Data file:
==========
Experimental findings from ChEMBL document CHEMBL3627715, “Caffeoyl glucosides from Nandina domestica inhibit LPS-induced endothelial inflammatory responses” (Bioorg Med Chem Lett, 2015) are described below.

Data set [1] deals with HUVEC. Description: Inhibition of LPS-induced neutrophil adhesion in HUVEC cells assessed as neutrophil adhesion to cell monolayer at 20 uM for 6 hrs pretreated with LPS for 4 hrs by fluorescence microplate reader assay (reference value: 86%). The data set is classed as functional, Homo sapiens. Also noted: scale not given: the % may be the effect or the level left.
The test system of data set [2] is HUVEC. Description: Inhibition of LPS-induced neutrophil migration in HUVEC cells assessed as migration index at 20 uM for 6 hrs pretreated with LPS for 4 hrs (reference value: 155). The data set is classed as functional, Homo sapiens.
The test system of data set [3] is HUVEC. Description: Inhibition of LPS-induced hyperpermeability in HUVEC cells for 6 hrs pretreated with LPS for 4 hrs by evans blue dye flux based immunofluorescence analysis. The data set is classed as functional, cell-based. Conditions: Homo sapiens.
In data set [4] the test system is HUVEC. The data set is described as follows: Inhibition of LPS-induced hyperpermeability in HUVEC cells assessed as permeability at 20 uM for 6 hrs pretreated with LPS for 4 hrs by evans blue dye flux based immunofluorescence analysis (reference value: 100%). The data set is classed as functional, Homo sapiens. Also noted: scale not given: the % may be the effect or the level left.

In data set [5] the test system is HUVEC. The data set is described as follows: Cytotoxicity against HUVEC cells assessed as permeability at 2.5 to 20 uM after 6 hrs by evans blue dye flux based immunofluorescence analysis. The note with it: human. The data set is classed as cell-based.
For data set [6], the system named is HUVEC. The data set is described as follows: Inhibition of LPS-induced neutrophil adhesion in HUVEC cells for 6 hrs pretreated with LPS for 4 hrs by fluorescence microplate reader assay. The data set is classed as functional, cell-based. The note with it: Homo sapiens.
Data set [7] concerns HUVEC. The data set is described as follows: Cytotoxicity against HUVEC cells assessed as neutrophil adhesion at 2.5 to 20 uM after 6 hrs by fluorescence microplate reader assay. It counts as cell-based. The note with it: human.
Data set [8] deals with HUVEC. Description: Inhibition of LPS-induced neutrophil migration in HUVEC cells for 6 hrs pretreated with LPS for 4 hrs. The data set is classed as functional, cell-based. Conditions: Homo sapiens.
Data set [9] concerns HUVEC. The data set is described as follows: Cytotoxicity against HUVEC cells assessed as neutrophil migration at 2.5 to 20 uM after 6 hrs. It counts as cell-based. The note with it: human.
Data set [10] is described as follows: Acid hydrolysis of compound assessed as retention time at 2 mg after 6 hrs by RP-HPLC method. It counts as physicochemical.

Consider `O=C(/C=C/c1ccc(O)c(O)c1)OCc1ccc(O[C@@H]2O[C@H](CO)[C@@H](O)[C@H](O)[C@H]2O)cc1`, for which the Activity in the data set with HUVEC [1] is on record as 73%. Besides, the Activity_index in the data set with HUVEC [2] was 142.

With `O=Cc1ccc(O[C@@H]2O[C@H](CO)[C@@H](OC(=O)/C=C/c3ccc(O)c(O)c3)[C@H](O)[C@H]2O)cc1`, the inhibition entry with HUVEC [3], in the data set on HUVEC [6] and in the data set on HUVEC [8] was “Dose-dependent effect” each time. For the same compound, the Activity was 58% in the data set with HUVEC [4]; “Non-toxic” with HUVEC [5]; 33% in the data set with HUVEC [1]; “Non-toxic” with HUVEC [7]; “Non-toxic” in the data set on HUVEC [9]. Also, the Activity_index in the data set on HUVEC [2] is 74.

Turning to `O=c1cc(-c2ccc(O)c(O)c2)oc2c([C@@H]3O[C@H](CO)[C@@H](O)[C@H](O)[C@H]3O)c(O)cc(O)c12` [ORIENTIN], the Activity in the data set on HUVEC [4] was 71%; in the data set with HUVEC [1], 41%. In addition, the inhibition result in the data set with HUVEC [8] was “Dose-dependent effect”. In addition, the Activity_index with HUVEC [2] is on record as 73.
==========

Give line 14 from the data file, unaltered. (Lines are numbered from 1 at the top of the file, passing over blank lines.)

Turning to `O=c1cc(-c2ccc(O)c(O)c2)oc2c([C@@H]3O[C@H](CO)[C@@H](O)[C@H](O)[C@H]3O)c(O)cc(O)c12` [ORIENTIN], the Activity in the data set on HUVEC [4] was 71%; in the data set with HUVEC [1], 41%. In addition, the inhibition result in the data set with HUVEC [8] was “Dose-dependent effect”. In addition, the Activity_index with HUVEC [2] is on record as 73.